Unlike judgments made in private, advice contexts invoke strategic social concerns that might increase overconfidence in advice. Many scholars have assumed that overconfident advice emerges as an adaptive response to advice seekers’ preference for confident advice and failure to punish overconfidence. However, another possibility is that advisors robustly display overconfidence as a self-promotion tactic—even when it is punished by others. Across four experiments and a survey of advice professionals, the current research finds support for this account. First, it shows that advisors express more overconfidence than private decision-makers. This pattern held even after advice recipients punished advisors for their overconfidence. Second, it identifies the underlying motivations of advisors’ overconfidence. Advisors’ overconfidence was not driven by self-deception or a sincere desire to be helpful. Instead, it reflected strategic self-promotion. Relative to the overconfidence revealed by their private beliefs, advisors purposely increased their overconfidence while broadcasting judgments when (a) it was salient that others would assess their competence and (b) looking competent served their self-interest.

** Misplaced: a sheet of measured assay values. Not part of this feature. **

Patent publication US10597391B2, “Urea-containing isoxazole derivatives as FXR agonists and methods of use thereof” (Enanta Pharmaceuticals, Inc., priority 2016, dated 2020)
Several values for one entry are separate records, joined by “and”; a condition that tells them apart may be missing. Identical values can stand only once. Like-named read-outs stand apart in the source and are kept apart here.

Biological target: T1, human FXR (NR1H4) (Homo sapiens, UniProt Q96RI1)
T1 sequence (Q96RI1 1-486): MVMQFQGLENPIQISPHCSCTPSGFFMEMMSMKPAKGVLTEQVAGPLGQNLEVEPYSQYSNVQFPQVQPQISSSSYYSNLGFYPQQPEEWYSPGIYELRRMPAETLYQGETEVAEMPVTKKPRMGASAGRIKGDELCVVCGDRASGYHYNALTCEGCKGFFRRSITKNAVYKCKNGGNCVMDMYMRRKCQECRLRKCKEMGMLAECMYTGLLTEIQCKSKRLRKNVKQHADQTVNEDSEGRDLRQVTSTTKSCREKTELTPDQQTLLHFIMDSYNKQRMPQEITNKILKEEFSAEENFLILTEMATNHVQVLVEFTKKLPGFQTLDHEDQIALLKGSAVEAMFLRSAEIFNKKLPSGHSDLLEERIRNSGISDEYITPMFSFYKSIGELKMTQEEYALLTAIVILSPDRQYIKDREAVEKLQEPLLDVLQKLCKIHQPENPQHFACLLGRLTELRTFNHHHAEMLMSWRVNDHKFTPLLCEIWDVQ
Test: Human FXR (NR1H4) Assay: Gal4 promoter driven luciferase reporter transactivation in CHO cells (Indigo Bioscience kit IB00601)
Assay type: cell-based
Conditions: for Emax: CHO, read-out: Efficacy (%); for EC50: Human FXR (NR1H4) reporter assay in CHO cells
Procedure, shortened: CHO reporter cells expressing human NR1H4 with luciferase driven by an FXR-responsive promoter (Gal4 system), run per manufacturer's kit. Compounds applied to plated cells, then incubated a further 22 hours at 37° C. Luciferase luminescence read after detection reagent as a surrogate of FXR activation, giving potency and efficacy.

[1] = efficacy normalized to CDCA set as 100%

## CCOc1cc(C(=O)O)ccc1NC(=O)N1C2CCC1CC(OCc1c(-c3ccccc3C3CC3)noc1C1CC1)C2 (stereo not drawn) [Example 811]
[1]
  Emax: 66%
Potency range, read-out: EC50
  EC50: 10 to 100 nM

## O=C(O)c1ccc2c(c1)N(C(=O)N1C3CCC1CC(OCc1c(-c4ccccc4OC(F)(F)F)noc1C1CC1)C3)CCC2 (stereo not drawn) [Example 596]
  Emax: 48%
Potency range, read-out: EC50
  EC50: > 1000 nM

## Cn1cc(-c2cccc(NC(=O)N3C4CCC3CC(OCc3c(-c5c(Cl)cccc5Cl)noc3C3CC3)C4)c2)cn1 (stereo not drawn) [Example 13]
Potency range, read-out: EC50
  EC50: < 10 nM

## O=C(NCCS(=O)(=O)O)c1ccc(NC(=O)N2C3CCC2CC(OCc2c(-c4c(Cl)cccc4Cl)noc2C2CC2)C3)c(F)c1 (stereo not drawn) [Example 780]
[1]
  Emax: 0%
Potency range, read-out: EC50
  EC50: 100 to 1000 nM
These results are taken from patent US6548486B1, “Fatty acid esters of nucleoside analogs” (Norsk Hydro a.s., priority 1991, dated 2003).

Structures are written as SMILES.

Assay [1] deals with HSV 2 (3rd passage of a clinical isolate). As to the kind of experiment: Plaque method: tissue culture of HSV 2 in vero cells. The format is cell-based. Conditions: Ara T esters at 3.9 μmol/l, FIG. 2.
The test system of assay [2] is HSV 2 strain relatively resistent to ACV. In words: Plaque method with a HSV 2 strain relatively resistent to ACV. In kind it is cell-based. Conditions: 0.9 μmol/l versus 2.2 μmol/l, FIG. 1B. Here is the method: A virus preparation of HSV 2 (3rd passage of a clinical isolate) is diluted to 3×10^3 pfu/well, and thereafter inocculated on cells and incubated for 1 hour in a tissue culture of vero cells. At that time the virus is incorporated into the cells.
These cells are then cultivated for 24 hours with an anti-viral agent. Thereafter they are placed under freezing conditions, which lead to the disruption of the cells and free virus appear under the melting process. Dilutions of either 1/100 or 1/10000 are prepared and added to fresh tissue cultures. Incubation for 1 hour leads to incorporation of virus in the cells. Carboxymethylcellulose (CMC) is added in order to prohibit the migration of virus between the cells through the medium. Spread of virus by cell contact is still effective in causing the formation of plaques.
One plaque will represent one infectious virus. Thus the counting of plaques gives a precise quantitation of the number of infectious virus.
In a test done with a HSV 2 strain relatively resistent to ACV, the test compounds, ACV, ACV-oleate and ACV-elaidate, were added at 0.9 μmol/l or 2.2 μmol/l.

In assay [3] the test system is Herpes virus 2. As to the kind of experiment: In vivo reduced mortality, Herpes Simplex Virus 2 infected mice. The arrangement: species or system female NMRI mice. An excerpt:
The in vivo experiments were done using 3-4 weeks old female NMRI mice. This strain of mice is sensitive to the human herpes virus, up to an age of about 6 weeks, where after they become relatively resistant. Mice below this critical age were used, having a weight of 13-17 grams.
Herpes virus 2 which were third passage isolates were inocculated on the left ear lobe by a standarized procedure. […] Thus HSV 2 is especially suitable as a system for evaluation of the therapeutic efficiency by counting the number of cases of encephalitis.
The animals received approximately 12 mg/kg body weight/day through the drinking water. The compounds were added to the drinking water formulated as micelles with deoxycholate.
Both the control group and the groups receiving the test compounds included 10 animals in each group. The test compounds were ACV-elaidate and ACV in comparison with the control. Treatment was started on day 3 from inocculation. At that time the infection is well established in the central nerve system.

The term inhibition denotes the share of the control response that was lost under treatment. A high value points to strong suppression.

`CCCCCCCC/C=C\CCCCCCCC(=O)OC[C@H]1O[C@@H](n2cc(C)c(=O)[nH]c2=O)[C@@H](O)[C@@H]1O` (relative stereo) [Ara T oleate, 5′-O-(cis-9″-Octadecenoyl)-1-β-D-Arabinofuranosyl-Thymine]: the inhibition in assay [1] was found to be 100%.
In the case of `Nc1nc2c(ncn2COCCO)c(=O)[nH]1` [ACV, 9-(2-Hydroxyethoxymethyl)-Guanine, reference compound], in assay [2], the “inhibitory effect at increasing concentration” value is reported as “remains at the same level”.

All Science Journal Classification (ASJC) codes
- Applied Psychology
- Advice giving